Reflections On Costa Rica – Backpacking With a Three Year Old

DSC01996Well, we have been back from our travels for just over a week now. Things are starting to feel more settled and I have finally found the time (and energy!) to write up my reflections of our month long trip. I have a lot to say so this may be a little jumbled!


Costa Rica was just what we were hoping for and a great place to have our first backpacking trip as a family of three. We saw a lot of families travelling with young children, and the locals tend to go out as a big family group to the beach on the evenings and weekends in a celebratory style, enjoying one another’s company and sharing food and drink. The children wander and explore freely, but during the whole trip I failed to spot a single person – tourist or local – either breastfeeding or baby-wearing. Newborn babies are carried wrapped tightly in a blanket, (despite the soaring temperatures) cradled in the mothers arms, and older babies upwards are either in a buggy or seated on a bicycle or motorbike, squashed between adults.

DSC01863One thing I absolutely loved is how the Costa Rican adults were always so pleased to see Little Cat. They would greet him, pat him on the head and acknowledge his presence consistently. This is such a change from England. Although there are some very lovely staff at our local shops who talk directly to him, this is a rarity and he often gets ignored by adults we come into contact with. In Costa Rica, they asked him directly what he would like to drink, they talked respectfully and they seemed genuinely happy to be talking to him.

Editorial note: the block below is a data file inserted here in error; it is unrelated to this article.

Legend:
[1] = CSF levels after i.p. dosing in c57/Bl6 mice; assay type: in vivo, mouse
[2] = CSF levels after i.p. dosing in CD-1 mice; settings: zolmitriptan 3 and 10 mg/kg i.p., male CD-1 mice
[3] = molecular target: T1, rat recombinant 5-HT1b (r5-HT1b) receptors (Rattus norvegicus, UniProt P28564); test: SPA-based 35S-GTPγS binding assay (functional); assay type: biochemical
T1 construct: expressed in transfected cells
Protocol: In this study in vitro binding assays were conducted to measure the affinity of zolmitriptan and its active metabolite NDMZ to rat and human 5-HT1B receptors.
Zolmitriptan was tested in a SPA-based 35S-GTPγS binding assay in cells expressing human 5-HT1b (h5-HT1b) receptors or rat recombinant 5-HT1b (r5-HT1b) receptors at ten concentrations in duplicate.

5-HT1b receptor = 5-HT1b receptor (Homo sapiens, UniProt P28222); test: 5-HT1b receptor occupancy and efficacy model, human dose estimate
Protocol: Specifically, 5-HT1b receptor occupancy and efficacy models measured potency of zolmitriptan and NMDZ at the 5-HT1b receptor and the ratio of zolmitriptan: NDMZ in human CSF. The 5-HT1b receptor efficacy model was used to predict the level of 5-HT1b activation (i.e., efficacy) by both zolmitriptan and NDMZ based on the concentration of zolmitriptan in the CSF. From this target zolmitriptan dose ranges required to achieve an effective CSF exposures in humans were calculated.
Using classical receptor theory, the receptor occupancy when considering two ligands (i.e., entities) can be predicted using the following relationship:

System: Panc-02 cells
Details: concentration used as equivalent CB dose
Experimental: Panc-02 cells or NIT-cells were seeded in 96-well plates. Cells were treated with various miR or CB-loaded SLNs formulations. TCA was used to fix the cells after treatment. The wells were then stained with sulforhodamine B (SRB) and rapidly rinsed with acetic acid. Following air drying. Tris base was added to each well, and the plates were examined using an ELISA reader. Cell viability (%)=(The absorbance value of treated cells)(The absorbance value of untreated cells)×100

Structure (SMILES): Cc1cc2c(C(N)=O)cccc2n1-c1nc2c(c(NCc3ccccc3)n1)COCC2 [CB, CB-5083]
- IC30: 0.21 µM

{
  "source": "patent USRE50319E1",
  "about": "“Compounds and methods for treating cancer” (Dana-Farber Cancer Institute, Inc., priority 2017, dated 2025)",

DSC02558Travelling – especially backpacking – with a three year old is entirely different from travelling as a couple. It’s a whole new ball game. On the one hand it is amazing and beautiful to see things through his eyes. We are forced to slow down to his pace, and in doing so we see and appreciate the little things we would otherwise miss. We see the wonder in his eyes and hear the questions he is pondering – ones which we may never have thought to ask.

DSC02161On the other hand (and I am speaking entirely from our personal experience as every child is different) it is not necessarily the easiest thing to do. We changed accommodations six times in five weeks, and as a child who thrives on familiarity and routine – all be it a very loose one – this was not always easy for him. Combined with long bus journeys, long haul flights and high temperatures, this led to some less than fun moments, especially in the early weeks, with him making a frantic push for control which displayed itself in some behaviours such as hitting out, pushing boundaries and generally driving his travel weary parents just a little bit crazy.

DSC02038All this being said though, overall he coped remarkably well and we all got so much out of the trip that we definitely have no regrets! His confidence with adults bloomed and we spent the vast majority of each day outside exploring and playing in nature. We trekked through the rainforest, splashed in the sea, sat under palm trees and dug in the sand for hours at a time. We watched the sunset day after day and spend so much quality time together as a family.